By leveraging work from previous projects and recent advances in high-throughput technologies, we addressed previous shortcomings of high-throughput cancer profiling studies. We used 242 of ~1000 cancer cell lines from the CCLE, which had been genomically characterized for gene expression, amplification/deletion, and somatic mutation in 1,645 cancer genes, and had lineage or histology annotations. These cell lines were established from many different types of tumors. Furthermore, we used an Informer Set of 354 small molecules comprising 35 FDA-approved drugs, 54 clinical candidates, and 266 probes – tool compounds used in biological research to help illuminate pathways and mechanisms of protein function. These probes and drugs each selectively target distinct nodes in cancer cell circuitry and collectively modulate a broad array of cellular processes. Each cell line was grown in its preferred media, and each compound tested at eight different concentrations, with the starting concentration of each compound selected based on literature review. We generated concentration-response curves that determined each compound’s potency and efficacy for each cell line. The area under the concentration-response curve was used to calculate compound (i.e., small-molecule) sensitivities. We input the resulting data as well as previously determined molecular characterizations/annotations into one database and created the CTRP for access, query, and visualization.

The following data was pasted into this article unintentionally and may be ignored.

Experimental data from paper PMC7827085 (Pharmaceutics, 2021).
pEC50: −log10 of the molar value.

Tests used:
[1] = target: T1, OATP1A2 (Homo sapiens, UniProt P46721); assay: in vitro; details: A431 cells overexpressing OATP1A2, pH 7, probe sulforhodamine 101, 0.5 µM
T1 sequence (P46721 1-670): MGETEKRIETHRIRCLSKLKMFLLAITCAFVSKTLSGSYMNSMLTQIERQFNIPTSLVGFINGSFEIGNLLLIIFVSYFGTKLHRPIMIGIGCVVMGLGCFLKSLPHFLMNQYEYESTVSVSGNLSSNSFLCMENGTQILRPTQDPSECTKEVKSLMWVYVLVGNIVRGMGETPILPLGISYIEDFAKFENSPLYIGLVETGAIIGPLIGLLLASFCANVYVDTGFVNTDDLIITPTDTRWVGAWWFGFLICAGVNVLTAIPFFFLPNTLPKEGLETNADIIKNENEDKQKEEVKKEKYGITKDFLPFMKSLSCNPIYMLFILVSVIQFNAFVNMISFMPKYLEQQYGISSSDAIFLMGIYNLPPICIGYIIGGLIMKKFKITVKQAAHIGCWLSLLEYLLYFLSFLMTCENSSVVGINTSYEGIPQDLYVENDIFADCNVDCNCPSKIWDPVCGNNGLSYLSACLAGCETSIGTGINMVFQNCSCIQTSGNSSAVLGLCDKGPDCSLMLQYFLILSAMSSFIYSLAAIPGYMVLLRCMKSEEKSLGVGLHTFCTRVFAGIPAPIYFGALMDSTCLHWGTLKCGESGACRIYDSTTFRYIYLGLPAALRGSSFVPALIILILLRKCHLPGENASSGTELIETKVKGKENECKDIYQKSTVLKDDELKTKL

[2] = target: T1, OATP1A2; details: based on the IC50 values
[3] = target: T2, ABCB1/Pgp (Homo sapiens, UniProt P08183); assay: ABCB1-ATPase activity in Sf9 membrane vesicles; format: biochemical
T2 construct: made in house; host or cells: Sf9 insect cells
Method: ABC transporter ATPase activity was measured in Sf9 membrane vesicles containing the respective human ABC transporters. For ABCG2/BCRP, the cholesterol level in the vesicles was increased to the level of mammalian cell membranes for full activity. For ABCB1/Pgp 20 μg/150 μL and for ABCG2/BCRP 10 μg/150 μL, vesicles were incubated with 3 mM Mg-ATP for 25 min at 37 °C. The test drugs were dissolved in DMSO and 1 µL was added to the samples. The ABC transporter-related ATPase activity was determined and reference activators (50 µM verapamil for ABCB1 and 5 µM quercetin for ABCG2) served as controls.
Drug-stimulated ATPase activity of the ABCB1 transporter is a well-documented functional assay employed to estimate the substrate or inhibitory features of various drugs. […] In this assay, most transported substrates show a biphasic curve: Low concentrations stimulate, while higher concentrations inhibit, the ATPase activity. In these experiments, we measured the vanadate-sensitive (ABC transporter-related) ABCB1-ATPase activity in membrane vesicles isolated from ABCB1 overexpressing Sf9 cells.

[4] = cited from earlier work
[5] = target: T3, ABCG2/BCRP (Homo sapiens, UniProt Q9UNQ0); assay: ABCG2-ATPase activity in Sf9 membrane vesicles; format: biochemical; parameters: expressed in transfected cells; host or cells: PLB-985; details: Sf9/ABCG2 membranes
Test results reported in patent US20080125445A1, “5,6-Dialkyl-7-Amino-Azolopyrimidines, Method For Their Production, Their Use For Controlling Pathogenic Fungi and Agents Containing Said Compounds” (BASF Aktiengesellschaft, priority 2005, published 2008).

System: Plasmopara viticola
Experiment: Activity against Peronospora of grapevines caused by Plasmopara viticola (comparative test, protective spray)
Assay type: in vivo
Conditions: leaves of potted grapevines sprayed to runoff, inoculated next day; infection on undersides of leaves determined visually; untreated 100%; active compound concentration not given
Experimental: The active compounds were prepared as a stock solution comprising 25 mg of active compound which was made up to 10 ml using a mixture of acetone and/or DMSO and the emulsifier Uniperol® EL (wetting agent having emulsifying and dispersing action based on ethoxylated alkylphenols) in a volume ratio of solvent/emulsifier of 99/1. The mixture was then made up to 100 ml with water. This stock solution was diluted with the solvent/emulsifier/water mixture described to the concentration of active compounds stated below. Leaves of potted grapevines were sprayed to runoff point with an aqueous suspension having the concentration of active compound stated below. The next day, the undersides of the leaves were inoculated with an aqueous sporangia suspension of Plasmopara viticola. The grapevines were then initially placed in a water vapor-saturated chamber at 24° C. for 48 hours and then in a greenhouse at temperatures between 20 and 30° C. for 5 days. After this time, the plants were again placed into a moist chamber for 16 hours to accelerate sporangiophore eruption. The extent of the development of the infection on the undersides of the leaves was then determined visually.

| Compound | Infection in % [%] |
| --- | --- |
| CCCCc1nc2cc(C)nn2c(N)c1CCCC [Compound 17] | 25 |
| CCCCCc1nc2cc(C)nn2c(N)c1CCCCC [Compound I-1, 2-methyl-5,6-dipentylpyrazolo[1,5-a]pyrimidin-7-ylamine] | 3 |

The current version of CTRP (Figure 1) uses pre-computed visualizations to display more than 75,000 statistically significant connections between 185 small molecules and cancer cell lines of a particular lineage or with particular mutations. The portal also allows users to customize the query by eliminating cancer cell line subtypes, such as frequently sensitive or highly mutated ones, from analyses. Specific details on how to make novel connections between molecular features of cancer cell lines and the sensitivity profiles are found in the corresponding publication ( Of note, researchers may use the CTRP to identify drugs that could rapidly be tested clinically, because FDA-approved drugs and clinical candidates are included the Informer Set. This critical new resource may aid in advancing discovery of potential cancer drugs matched to the patient populations most likely to benefit from them.